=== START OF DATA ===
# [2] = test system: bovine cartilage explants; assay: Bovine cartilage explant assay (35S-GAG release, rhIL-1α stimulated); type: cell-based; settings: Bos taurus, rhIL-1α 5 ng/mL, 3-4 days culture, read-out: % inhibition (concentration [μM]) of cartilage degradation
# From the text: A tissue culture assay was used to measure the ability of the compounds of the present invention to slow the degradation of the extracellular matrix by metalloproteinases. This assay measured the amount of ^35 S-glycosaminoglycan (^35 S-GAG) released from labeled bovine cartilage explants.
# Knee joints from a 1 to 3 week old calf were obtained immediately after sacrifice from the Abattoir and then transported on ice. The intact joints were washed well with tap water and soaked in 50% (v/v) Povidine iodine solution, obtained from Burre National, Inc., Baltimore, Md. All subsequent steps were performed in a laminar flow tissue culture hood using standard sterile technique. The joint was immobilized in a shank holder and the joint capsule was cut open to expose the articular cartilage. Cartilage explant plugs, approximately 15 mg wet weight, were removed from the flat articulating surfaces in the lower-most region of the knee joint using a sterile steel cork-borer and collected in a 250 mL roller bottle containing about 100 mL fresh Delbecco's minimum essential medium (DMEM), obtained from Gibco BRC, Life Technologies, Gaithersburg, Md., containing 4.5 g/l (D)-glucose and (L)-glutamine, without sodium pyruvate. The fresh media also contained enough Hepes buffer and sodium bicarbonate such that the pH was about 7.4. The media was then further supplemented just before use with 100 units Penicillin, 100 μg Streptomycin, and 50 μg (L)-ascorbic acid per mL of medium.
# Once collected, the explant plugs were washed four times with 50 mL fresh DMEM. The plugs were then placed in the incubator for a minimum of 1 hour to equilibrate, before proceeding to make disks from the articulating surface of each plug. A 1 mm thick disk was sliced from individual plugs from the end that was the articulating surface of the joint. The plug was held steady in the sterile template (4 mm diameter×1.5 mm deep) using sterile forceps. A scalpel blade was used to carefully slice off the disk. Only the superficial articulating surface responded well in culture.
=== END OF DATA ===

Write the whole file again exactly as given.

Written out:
# [2] = test system: bovine cartilage explants; assay: Bovine cartilage explant assay (35S-GAG release, rhIL-1α stimulated); type: cell-based; settings: Bos taurus, rhIL-1α 5 ng/mL, 3-4 days culture, read-out: % inhibition (concentration [μM]) of cartilage degradation
# From the text: A tissue culture assay was used to measure the ability of the compounds of the present invention to slow the degradation of the extracellular matrix by metalloproteinases. This assay measured the amount of ^35 S-glycosaminoglycan (^35 S-GAG) released from labeled bovine cartilage explants.
# Knee joints from a 1 to 3 week old calf were obtained immediately after sacrifice from the Abattoir and then transported on ice. The intact joints were washed well with tap water and soaked in 50% (v/v) Povidine iodine solution, obtained from Burre National, Inc., Baltimore, Md. All subsequent steps were performed in a laminar flow tissue culture hood using standard sterile technique. The joint was immobilized in a shank holder and the joint capsule was cut open to expose the articular cartilage. Cartilage explant plugs, approximately 15 mg wet weight, were removed from the flat articulating surfaces in the lower-most region of the knee joint using a sterile steel cork-borer and collected in a 250 mL roller bottle containing about 100 mL fresh Delbecco's minimum essential medium (DMEM), obtained from Gibco BRC, Life Technologies, Gaithersburg, Md., containing 4.5 g/l (D)-glucose and (L)-glutamine, without sodium pyruvate. The fresh media also contained enough Hepes buffer and sodium bicarbonate such that the pH was about 7.4. The media was then further supplemented just before use with 100 units Penicillin, 100 μg Streptomycin, and 50 μg (L)-ascorbic acid per mL of medium.
# Once collected, the explant plugs were washed four times with 50 mL fresh DMEM. The plugs were then placed in the incubator for a minimum of 1 hour to equilibrate, before proceeding to make disks from the articulating surface of each plug. A 1 mm thick disk was sliced from individual plugs from the end that was the articulating surface of the joint. The plug was held steady in the sterile template (4 mm diameter×1.5 mm deep) using sterile forceps. A scalpel blade was used to carefully slice off the disk. Only the superficial articulating surface responded well in culture.